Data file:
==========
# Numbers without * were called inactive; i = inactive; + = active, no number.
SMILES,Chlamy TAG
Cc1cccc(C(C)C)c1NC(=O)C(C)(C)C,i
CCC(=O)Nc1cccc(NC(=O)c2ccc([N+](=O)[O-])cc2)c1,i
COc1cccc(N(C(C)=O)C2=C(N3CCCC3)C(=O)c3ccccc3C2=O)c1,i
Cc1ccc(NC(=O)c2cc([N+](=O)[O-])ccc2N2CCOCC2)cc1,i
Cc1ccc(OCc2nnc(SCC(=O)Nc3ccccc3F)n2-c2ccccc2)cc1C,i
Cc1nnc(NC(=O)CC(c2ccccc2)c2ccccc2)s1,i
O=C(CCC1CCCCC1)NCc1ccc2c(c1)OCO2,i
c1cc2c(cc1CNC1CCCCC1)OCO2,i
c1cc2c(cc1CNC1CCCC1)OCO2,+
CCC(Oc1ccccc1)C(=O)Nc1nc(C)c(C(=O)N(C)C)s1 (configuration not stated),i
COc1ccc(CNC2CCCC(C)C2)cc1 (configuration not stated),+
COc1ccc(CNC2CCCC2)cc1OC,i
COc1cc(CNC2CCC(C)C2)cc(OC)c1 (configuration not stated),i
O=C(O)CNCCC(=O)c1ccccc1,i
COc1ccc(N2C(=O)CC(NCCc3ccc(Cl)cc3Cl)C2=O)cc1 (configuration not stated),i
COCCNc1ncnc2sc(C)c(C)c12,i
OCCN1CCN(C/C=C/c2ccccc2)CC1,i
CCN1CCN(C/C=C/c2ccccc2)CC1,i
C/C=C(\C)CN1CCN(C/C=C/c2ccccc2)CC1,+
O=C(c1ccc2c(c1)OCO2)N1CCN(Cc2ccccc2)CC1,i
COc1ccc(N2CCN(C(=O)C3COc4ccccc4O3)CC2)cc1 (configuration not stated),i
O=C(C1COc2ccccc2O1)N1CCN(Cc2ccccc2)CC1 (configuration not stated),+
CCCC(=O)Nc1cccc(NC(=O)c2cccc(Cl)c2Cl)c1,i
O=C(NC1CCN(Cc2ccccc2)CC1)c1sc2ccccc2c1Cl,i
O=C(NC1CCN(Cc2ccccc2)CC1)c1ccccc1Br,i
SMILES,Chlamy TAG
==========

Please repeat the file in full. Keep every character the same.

# Numbers without * were called inactive; i = inactive; + = active, no number.
SMILES,Chlamy TAG
Cc1cccc(C(C)C)c1NC(=O)C(C)(C)C,i
CCC(=O)Nc1cccc(NC(=O)c2ccc([N+](=O)[O-])cc2)c1,i
COc1cccc(N(C(C)=O)C2=C(N3CCCC3)C(=O)c3ccccc3C2=O)c1,i
Cc1ccc(NC(=O)c2cc([N+](=O)[O-])ccc2N2CCOCC2)cc1,i
Cc1ccc(OCc2nnc(SCC(=O)Nc3ccccc3F)n2-c2ccccc2)cc1C,i
Cc1nnc(NC(=O)CC(c2ccccc2)c2ccccc2)s1,i
O=C(CCC1CCCCC1)NCc1ccc2c(c1)OCO2,i
c1cc2c(cc1CNC1CCCCC1)OCO2,i
c1cc2c(cc1CNC1CCCC1)OCO2,+
CCC(Oc1ccccc1)C(=O)Nc1nc(C)c(C(=O)N(C)C)s1 (configuration not stated),i
COc1ccc(CNC2CCCC(C)C2)cc1 (configuration not stated),+
COc1ccc(CNC2CCCC2)cc1OC,i
COc1cc(CNC2CCC(C)C2)cc(OC)c1 (configuration not stated),i
O=C(O)CNCCC(=O)c1ccccc1,i
COc1ccc(N2C(=O)CC(NCCc3ccc(Cl)cc3Cl)C2=O)cc1 (configuration not stated),i
COCCNc1ncnc2sc(C)c(C)c12,i
OCCN1CCN(C/C=C/c2ccccc2)CC1,i
CCN1CCN(C/C=C/c2ccccc2)CC1,i
C/C=C(\C)CN1CCN(C/C=C/c2ccccc2)CC1,+
O=C(c1ccc2c(c1)OCO2)N1CCN(Cc2ccccc2)CC1,i
COc1ccc(N2CCN(C(=O)C3COc4ccccc4O3)CC2)cc1 (configuration not stated),i
O=C(C1COc2ccccc2O1)N1CCN(Cc2ccccc2)CC1 (configuration not stated),+
CCCC(=O)Nc1cccc(NC(=O)c2cccc(Cl)c2Cl)c1,i
O=C(NC1CCN(Cc2ccccc2)CC1)c1sc2ccccc2c1Cl,i
O=C(NC1CCN(Cc2ccccc2)CC1)c1ccccc1Br,i
SMILES,Chlamy TAG